Differentiation of human trophoblast cells in vitro stimulated by extracellular matrix

Hans Peter Hohn, Larry R. Boots, Hans Werner Denker, Magnus Höök

Research output: Contribution to journalArticlepeer-review

1 Scopus citations


Effects of extracellular matrix as a differentiation signal on cytotrophoblast cells isolated from human term placentae were tested in vitro (using: fibronectin, laminin, collagens type I and type IV, the basement membrane-like complex matrix Matrigel, and a complex matrix extracted from human term placenta). Whenever matrix components were presented as three-dimensional structures (gels, ‘g’, or thick layers, ‘d’) as opposed to protein coatings on tissue culture plastic (rigid, ‘r’-substrates) there was a pronounced effect on differentiation markers monitored. The culture morphology changed from monolayers on ‘r’-substrates to rounded colonies on ‘g’/‘d’-matrices, and the secretion of chorionic gonadotropin (hCG) was highly increased. The activity of the placental alkaline phosphatase was lower only on the ‘g’/‘d’-matrices, and the secretion of progesterone was reduced on all ‘r’-substrates but increased on gels of collagen type I. Similarities between the differentiation of trophoblast and BeWo choriocarcinoma cells (Hohn et al., 1992) were observed particularly in culture morphology and the expression of hCG. Some differences between BeWo cells and normal trophoblast were found in phosphatase activity and in progesterone production. The most obvious difference was the lack of fibronectin expression in BeWo, which appeared to cause the differences in adhesion to non-coated tissue culture plastic. While BeWo cells poorly attached to plastic, trophoblast cells adhered very well most probably through fibronectin produced by themselves, and mediated by the α5β1 fibronectin receptor (found in both cell types). Trophoblast cells preferentially bound to Matrigel and fibronectin whereas BeWo cells attached well to all substrates used. As opposed to differentiation, substrate adhesion did not depend on the structure of the substrate in both cell types. The differences observed in responsiveness between normal trophoblast andBeWo cells open interesting opportunities to investigate mechanisms of regulation and malfunctions leading to the malignancy of chroiocarcinoma cells. The lack of fibronectin expression may contribute to the malignant behavior of the BeWo cells.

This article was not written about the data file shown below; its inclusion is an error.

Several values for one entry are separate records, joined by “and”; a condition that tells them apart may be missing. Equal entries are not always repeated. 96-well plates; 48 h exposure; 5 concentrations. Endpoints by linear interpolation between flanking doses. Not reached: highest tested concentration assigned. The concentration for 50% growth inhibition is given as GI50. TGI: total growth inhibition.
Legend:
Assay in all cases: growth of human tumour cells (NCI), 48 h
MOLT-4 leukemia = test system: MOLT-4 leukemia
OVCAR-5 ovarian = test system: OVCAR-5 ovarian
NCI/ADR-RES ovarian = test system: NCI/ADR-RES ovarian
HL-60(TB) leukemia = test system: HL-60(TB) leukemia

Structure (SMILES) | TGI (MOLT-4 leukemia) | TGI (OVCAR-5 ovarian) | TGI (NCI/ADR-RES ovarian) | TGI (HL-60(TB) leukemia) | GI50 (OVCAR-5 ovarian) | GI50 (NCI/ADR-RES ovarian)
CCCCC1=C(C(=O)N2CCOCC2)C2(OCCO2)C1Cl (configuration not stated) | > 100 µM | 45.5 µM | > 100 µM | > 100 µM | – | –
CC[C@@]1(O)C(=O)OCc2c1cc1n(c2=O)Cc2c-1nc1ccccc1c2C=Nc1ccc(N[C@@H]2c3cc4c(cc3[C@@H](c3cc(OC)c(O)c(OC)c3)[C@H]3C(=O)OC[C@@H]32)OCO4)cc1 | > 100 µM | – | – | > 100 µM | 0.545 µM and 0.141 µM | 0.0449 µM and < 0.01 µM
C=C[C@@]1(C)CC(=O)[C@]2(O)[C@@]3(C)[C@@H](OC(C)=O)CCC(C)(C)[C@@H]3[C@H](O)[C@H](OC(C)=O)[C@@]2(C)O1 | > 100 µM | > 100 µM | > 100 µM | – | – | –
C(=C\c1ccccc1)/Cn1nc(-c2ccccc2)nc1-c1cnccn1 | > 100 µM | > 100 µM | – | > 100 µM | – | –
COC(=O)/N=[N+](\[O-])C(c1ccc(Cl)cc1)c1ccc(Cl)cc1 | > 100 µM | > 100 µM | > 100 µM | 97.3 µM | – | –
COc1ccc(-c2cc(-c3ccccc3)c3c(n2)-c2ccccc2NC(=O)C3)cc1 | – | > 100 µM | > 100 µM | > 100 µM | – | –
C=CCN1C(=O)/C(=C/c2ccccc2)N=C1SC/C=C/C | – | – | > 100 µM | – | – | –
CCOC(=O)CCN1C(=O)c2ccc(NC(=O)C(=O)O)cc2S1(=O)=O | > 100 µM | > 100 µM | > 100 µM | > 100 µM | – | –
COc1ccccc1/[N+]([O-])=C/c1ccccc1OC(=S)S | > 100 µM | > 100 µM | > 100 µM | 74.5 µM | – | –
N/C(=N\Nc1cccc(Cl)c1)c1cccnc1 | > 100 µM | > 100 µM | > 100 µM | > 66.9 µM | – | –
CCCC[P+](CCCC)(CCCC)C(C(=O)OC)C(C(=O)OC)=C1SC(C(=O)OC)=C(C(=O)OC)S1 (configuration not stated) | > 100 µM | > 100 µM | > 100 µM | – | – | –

Original languageEnglish (US)
Pages (from-to)181-200
Number of pages20
StatePublished - 1993

ASJC Scopus subject areas

  • Reproductive Medicine
  • Obstetrics and Gynecology
  • Developmental Biology


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